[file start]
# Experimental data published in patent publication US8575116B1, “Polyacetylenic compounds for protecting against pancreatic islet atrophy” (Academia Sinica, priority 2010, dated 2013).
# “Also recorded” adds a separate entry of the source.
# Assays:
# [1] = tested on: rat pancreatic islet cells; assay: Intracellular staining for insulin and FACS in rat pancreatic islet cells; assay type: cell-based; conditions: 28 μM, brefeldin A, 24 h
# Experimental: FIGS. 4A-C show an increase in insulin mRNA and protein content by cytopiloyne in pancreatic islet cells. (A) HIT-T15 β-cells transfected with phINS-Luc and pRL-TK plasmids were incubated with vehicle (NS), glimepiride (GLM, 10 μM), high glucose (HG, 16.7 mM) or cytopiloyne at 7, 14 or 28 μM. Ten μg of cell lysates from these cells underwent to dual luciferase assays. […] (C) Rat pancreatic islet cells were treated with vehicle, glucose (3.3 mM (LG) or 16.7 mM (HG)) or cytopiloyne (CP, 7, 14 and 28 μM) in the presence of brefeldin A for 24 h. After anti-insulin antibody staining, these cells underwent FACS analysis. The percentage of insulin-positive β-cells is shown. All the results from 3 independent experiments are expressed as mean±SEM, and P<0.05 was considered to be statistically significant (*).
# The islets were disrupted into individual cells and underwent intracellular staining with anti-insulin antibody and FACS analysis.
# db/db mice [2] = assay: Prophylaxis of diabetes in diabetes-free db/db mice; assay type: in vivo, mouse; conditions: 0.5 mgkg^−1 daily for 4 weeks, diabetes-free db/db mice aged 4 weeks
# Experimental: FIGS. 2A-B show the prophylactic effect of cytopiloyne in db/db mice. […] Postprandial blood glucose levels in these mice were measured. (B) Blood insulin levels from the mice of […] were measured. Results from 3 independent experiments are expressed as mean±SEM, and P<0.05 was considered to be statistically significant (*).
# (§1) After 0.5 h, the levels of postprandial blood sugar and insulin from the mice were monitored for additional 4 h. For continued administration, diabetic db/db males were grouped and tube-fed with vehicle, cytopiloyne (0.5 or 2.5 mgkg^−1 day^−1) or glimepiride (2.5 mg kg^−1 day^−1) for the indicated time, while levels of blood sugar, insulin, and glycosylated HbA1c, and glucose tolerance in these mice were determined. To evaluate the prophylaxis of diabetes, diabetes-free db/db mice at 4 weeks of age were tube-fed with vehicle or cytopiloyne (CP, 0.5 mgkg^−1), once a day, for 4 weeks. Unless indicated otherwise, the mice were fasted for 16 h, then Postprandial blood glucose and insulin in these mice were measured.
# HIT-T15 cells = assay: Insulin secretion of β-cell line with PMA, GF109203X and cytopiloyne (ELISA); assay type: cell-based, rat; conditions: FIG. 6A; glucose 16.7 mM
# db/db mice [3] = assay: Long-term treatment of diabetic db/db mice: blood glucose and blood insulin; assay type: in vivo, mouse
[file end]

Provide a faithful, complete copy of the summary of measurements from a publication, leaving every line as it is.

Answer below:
# Experimental data published in patent publication US8575116B1, “Polyacetylenic compounds for protecting against pancreatic islet atrophy” (Academia Sinica, priority 2010, dated 2013).
# “Also recorded” adds a separate entry of the source.
# Assays:
# [1] = tested on: rat pancreatic islet cells; assay: Intracellular staining for insulin and FACS in rat pancreatic islet cells; assay type: cell-based; conditions: 28 μM, brefeldin A, 24 h
# Experimental: FIGS. 4A-C show an increase in insulin mRNA and protein content by cytopiloyne in pancreatic islet cells. (A) HIT-T15 β-cells transfected with phINS-Luc and pRL-TK plasmids were incubated with vehicle (NS), glimepiride (GLM, 10 μM), high glucose (HG, 16.7 mM) or cytopiloyne at 7, 14 or 28 μM. Ten μg of cell lysates from these cells underwent to dual luciferase assays. […] (C) Rat pancreatic islet cells were treated with vehicle, glucose (3.3 mM (LG) or 16.7 mM (HG)) or cytopiloyne (CP, 7, 14 and 28 μM) in the presence of brefeldin A for 24 h. After anti-insulin antibody staining, these cells underwent FACS analysis. The percentage of insulin-positive β-cells is shown. All the results from 3 independent experiments are expressed as mean±SEM, and P<0.05 was considered to be statistically significant (*).
# The islets were disrupted into individual cells and underwent intracellular staining with anti-insulin antibody and FACS analysis.
# db/db mice [2] = assay: Prophylaxis of diabetes in diabetes-free db/db mice; assay type: in vivo, mouse; conditions: 0.5 mgkg^−1 daily for 4 weeks, diabetes-free db/db mice aged 4 weeks
# Experimental: FIGS. 2A-B show the prophylactic effect of cytopiloyne in db/db mice. […] Postprandial blood glucose levels in these mice were measured. (B) Blood insulin levels from the mice of […] were measured. Results from 3 independent experiments are expressed as mean±SEM, and P<0.05 was considered to be statistically significant (*).
# (§1) After 0.5 h, the levels of postprandial blood sugar and insulin from the mice were monitored for additional 4 h. For continued administration, diabetic db/db males were grouped and tube-fed with vehicle, cytopiloyne (0.5 or 2.5 mgkg^−1 day^−1) or glimepiride (2.5 mg kg^−1 day^−1) for the indicated time, while levels of blood sugar, insulin, and glycosylated HbA1c, and glucose tolerance in these mice were determined. To evaluate the prophylaxis of diabetes, diabetes-free db/db mice at 4 weeks of age were tube-fed with vehicle or cytopiloyne (CP, 0.5 mgkg^−1), once a day, for 4 weeks. Unless indicated otherwise, the mice were fasted for 16 h, then Postprandial blood glucose and insulin in these mice were measured.
# HIT-T15 cells = assay: Insulin secretion of β-cell line with PMA, GF109203X and cytopiloyne (ELISA); assay type: cell-based, rat; conditions: FIG. 6A; glucose 16.7 mM
# db/db mice [3] = assay: Long-term treatment of diabetic db/db mice: blood glucose and blood insulin; assay type: in vivo, mouse